Munro, E and Arber, S
The Role of the Family in Influencing Women's Decision-making About Taking Part in Breast Cancer Clinical Trials
In: European Multidisciplinary Cancer Congress on Integrating Basic and Translational Science, Surgery, Radiotherapy, Medical oncology, Advocacy and Care, 2011-09-23 - 2011-09-27, Stockholm, Sweden.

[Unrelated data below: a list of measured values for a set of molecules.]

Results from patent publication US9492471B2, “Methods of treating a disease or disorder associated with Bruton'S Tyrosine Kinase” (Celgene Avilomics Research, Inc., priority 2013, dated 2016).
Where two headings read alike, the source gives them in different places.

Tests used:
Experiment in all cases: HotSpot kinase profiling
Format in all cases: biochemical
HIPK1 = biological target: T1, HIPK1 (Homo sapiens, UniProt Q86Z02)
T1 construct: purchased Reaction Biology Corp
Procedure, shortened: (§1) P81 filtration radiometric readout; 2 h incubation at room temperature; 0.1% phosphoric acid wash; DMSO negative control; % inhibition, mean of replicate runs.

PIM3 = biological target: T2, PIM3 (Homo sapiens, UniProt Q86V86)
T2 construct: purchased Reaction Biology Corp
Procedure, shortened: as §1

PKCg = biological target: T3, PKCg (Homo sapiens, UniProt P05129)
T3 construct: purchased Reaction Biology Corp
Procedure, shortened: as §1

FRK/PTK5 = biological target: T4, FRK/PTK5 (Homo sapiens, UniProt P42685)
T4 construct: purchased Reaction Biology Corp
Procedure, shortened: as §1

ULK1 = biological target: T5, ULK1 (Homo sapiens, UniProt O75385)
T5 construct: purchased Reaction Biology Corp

Many clinical trials recruit fewer participants than the original recruitment target and so interest in patient’s perspectives on trial recruitment is increasing as efforts to improve trial participation continue. Studies looking at factors that can influence cancer trial participation have raised several key issues including patient’s views about the trial interventions, the extra time required to attend additional trial appointments, and fears of randomisation. However many of these used quantitative survey methods developed from health professionals’ perspective with little sociological research addressing the patient’s perspective. Qualitative interviews with 9 women, 3 included their husband in the interview, were carried out, in order to discover what key factors influenced their decision. All interviews were transcribed and analysed using a grounded theory approach. By exploring women’s reasons for participating or not in a breast cancer trial, this study gives some insight into the importance of the family members to the women when making what becomes a shared decision about trial participation. The results show that the most important factor that influenced a woman’s decision about trial participation was her family members’ views and opinions. For some women their relatives’ view of whether or not they should participate in the trial was more important than their own. Even if the view was the opposite of their own they would still accept the choice that their family member opted for. Key motivations for trial participation were altruistic and there was a belief that taking part would help future treatments, although this was balanced by the need to avoid personal harm when taking part. There was a lack of understanding relating to the trial process and participation which underpinned some of the women’s decisions. This study shows that a major factor unexposed before is the influence of family, and raises the issue of the importance of the family members in cancer trial decision-making and the need to explore this further to meet patients’ needs. It seems that this has either not been prompted in the structured surveys or not raised. Indeed all the recommendations from the studies looking at barriers to participation (McDaid et al 2006) recommend more information is given to the patients, and yet information does not seem to be the requirement of the patients, but, the need to involve key people in the family in the information giving process may be useful to increase trial participation. This is moving away from physician patient shared decisionmaking into the social arena of the patient and their everyday life, which is where they live with their decisions, therefore involving the key family members better reflects a patients needs and women’s decision making about breast cancer trials enrolment.
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